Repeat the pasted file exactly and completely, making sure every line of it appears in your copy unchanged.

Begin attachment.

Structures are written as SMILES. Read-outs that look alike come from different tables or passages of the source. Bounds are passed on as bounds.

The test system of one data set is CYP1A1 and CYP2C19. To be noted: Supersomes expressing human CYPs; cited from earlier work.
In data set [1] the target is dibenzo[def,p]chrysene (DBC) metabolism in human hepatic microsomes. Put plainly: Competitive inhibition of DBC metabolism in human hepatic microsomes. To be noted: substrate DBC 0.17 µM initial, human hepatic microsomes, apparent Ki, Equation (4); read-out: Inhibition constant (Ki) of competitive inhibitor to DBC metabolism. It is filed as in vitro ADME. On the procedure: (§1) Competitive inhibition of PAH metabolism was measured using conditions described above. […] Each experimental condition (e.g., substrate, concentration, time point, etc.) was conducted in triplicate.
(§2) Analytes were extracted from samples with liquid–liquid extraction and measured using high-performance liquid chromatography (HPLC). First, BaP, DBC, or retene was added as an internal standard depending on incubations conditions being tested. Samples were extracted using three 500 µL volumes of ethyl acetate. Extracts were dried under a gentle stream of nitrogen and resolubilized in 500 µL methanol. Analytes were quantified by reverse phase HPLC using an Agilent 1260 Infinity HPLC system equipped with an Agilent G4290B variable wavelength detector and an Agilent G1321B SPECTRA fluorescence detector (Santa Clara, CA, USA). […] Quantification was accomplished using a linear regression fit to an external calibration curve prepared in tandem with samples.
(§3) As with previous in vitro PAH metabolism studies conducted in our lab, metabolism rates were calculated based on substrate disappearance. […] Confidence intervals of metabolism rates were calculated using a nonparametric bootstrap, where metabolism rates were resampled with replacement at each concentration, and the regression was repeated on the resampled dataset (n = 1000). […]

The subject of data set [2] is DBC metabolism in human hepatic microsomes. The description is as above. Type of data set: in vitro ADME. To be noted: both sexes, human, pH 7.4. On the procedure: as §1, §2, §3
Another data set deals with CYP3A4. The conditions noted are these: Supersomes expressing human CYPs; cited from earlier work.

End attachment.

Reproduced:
Structures are written as SMILES. Read-outs that look alike come from different tables or passages of the source. Bounds are passed on as bounds.

The test system of one data set is CYP1A1 and CYP2C19. To be noted: Supersomes expressing human CYPs; cited from earlier work.
In data set [1] the target is dibenzo[def,p]chrysene (DBC) metabolism in human hepatic microsomes. Put plainly: Competitive inhibition of DBC metabolism in human hepatic microsomes. To be noted: substrate DBC 0.17 µM initial, human hepatic microsomes, apparent Ki, Equation (4); read-out: Inhibition constant (Ki) of competitive inhibitor to DBC metabolism. It is filed as in vitro ADME. On the procedure: (§1) Competitive inhibition of PAH metabolism was measured using conditions described above. […] Each experimental condition (e.g., substrate, concentration, time point, etc.) was conducted in triplicate.
(§2) Analytes were extracted from samples with liquid–liquid extraction and measured using high-performance liquid chromatography (HPLC). First, BaP, DBC, or retene was added as an internal standard depending on incubations conditions being tested. Samples were extracted using three 500 µL volumes of ethyl acetate. Extracts were dried under a gentle stream of nitrogen and resolubilized in 500 µL methanol. Analytes were quantified by reverse phase HPLC using an Agilent 1260 Infinity HPLC system equipped with an Agilent G4290B variable wavelength detector and an Agilent G1321B SPECTRA fluorescence detector (Santa Clara, CA, USA). […] Quantification was accomplished using a linear regression fit to an external calibration curve prepared in tandem with samples.
(§3) As with previous in vitro PAH metabolism studies conducted in our lab, metabolism rates were calculated based on substrate disappearance. […] Confidence intervals of metabolism rates were calculated using a nonparametric bootstrap, where metabolism rates were resampled with replacement at each concentration, and the regression was repeated on the resampled dataset (n = 1000). […]

The subject of data set [2] is DBC metabolism in human hepatic microsomes. The description is as above. Type of data set: in vitro ADME. To be noted: both sexes, human, pH 7.4. On the procedure: as §1, §2, §3
Another data set deals with CYP3A4. The conditions noted are these: Supersomes expressing human CYPs; cited from earlier work.